06/04/2007

Va. cyber-sleuth paid to hack computers

By Bryce Baschuk
The Washington Times

If your computer has something to hide, David Townsend is one guy you don't want to see.

Mr. Townsend was recently named director of data collections and computer forensics for the litigation department of Aptara Inc., a Falls Church data management firm.

He is a cyber-sleuth who helps bring today's high-tech criminals to justice.

"My job is to oversee a team of professionals that grab relevant data off of computers, [personal digital assistants] and cell phones," said Mr. Townsend.

By filtering evidence from mundane computer data, Mr. Townsend and his team save taxpayers thousands of dollars in attorney fees.

"It's very time-consuming, and it takes a lot of training," said Mr. Townsend, who was trained by the government to conduct investigations and hack computers.

"Dave has been working for us for a couple of months now and has demonstrated a tremendous amount of internationally well-known expertise," said Brian Nimmo, chief marketing officer and senior vice president of business development at Aptara.

"We are putting him front and center of our organization," said Mr. Nimmo. "We have planned for him to coordinate with the U.S. Marshals and the Justice Department."

Mr. Townsend is a self-proclaimed military brat who enlisted in the Air Force after high school. After serving four years of active duty at Andrews Air Force Base, he decided to enter the world of law enforcement.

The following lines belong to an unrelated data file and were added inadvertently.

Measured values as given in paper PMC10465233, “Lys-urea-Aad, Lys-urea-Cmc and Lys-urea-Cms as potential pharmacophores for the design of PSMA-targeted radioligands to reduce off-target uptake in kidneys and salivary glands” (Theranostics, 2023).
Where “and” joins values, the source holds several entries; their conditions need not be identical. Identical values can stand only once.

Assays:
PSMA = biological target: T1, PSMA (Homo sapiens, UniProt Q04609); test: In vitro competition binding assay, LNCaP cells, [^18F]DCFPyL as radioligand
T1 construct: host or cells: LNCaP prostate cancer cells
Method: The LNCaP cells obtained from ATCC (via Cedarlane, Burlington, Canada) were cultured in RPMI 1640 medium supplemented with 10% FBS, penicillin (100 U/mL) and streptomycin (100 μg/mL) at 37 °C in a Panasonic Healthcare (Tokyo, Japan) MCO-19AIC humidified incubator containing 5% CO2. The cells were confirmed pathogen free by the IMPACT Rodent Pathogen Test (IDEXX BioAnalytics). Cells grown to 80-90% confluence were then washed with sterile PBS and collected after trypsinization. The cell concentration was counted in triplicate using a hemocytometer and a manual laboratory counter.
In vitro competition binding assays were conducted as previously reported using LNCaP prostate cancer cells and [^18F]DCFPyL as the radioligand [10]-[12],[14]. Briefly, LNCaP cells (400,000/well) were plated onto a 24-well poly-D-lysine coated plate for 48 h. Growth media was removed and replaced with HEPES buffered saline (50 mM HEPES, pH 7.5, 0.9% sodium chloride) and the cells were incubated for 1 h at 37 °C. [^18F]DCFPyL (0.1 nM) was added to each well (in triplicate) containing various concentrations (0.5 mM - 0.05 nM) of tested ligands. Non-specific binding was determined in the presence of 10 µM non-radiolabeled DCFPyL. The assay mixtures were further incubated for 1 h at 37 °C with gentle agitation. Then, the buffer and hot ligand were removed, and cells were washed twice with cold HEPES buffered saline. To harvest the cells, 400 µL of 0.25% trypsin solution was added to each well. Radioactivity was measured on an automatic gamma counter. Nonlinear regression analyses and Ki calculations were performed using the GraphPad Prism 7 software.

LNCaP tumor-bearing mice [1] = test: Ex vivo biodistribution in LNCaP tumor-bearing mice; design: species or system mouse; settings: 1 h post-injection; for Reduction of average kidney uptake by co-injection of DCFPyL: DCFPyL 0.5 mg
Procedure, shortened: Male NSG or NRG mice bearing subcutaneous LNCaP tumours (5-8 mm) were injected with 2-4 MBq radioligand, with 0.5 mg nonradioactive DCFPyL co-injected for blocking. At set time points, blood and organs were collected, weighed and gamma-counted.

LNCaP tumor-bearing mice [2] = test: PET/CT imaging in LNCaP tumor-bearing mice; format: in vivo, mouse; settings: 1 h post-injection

His interest in computers led him to a police task force in San Jose, Calif., where he worked on cases of computer theft, hacking and child exploitation.

After retiring from the Santa Clara, Calif., Police Department in 2002, Mr. Townsend founded a computer forensics firm called EFor Computer Forensics in Tracy, Calif.

The small startup gained notoriety when Mr. Townsend became an expert forensic witness on high-profile cases such as Scott Peterson's sensational double-murder trial, Michael Jackson's child molestation trial and the investigation of John Mark Karr, who claimed to have murdered JonBenet Ramsey.

"I've had a pretty good career," Mr. Townsend joked.

His goal at Aptara, he said, is to expand the company's litigation unit and make a bigger impact in the marketplace.

"D.C. is a huge market for us," he said. "It's a center for litigation as well as a big marketplace for computer forensics."

Mr. Townsend said his work varies depending on the case his company handles, "but every time I pick up the phone it's something new and exciting."

Last week, he began working on an employment fraud case in which an employer was accused of stealing $2 million from its workers.

"You constantly have to stay up with the technology. Whether the information is used with Windows, Macintosh or Linux, we have to track the digital footprints of criminals."

Mr. Townsend is a member of the American Bar Association, the California Association of Licensed Investigators and the International Association for Counterterrorism and Security Professionals.

Mr. Townsend resides in Tracy, Calif., with his wife and two children. He spends half his time traveling to the District and other markets where his company does business.  

Copyright 2007 The Washington Times

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